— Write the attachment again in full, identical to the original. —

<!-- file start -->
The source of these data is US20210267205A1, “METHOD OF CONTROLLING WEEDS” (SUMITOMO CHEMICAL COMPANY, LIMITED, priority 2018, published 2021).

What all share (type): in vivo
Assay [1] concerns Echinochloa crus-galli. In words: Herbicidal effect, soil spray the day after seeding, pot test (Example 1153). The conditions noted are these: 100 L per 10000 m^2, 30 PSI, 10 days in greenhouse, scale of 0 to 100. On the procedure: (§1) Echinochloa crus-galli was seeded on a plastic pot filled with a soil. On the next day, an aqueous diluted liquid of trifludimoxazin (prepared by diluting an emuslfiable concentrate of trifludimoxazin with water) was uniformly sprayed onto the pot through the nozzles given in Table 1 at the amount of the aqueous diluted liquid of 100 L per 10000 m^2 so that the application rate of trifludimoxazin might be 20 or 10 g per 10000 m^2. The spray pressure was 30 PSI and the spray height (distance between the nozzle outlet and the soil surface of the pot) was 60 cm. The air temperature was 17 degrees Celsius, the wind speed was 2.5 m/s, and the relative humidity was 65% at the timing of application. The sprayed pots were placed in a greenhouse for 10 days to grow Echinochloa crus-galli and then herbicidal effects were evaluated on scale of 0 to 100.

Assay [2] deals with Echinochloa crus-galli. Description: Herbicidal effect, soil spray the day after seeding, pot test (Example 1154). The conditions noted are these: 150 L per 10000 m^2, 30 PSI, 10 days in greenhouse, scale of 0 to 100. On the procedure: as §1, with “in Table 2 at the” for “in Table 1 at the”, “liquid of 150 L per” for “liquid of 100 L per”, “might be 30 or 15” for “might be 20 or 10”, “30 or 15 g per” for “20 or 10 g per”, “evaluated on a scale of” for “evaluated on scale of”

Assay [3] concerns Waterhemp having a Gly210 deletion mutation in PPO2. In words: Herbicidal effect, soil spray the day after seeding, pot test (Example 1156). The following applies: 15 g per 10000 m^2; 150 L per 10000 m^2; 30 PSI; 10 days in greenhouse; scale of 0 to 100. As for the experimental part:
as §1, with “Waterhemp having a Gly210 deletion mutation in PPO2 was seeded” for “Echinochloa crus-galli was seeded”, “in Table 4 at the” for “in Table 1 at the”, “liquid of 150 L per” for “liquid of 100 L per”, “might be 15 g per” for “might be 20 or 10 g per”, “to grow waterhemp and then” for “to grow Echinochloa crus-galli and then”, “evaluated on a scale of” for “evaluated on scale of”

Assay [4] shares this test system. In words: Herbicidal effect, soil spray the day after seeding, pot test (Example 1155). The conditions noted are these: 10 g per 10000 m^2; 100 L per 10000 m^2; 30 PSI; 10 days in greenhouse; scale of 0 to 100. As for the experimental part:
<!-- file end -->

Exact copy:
The source of these data is US20210267205A1, “METHOD OF CONTROLLING WEEDS” (SUMITOMO CHEMICAL COMPANY, LIMITED, priority 2018, published 2021).

What all share (type): in vivo
Assay [1] concerns Echinochloa crus-galli. In words: Herbicidal effect, soil spray the day after seeding, pot test (Example 1153). The conditions noted are these: 100 L per 10000 m^2, 30 PSI, 10 days in greenhouse, scale of 0 to 100. On the procedure: (§1) Echinochloa crus-galli was seeded on a plastic pot filled with a soil. On the next day, an aqueous diluted liquid of trifludimoxazin (prepared by diluting an emuslfiable concentrate of trifludimoxazin with water) was uniformly sprayed onto the pot through the nozzles given in Table 1 at the amount of the aqueous diluted liquid of 100 L per 10000 m^2 so that the application rate of trifludimoxazin might be 20 or 10 g per 10000 m^2. The spray pressure was 30 PSI and the spray height (distance between the nozzle outlet and the soil surface of the pot) was 60 cm. The air temperature was 17 degrees Celsius, the wind speed was 2.5 m/s, and the relative humidity was 65% at the timing of application. The sprayed pots were placed in a greenhouse for 10 days to grow Echinochloa crus-galli and then herbicidal effects were evaluated on scale of 0 to 100.

Assay [2] deals with Echinochloa crus-galli. Description: Herbicidal effect, soil spray the day after seeding, pot test (Example 1154). The conditions noted are these: 150 L per 10000 m^2, 30 PSI, 10 days in greenhouse, scale of 0 to 100. On the procedure: as §1, with “in Table 2 at the” for “in Table 1 at the”, “liquid of 150 L per” for “liquid of 100 L per”, “might be 30 or 15” for “might be 20 or 10”, “30 or 15 g per” for “20 or 10 g per”, “evaluated on a scale of” for “evaluated on scale of”

Assay [3] concerns Waterhemp having a Gly210 deletion mutation in PPO2. In words: Herbicidal effect, soil spray the day after seeding, pot test (Example 1156). The following applies: 15 g per 10000 m^2; 150 L per 10000 m^2; 30 PSI; 10 days in greenhouse; scale of 0 to 100. As for the experimental part:
as §1, with “Waterhemp having a Gly210 deletion mutation in PPO2 was seeded” for “Echinochloa crus-galli was seeded”, “in Table 4 at the” for “in Table 1 at the”, “liquid of 150 L per” for “liquid of 100 L per”, “might be 15 g per” for “might be 20 or 10 g per”, “to grow waterhemp and then” for “to grow Echinochloa crus-galli and then”, “evaluated on a scale of” for “evaluated on scale of”

Assay [4] shares this test system. In words: Herbicidal effect, soil spray the day after seeding, pot test (Example 1155). The conditions noted are these: 10 g per 10000 m^2; 100 L per 10000 m^2; 30 PSI; 10 days in greenhouse; scale of 0 to 100. As for the experimental part: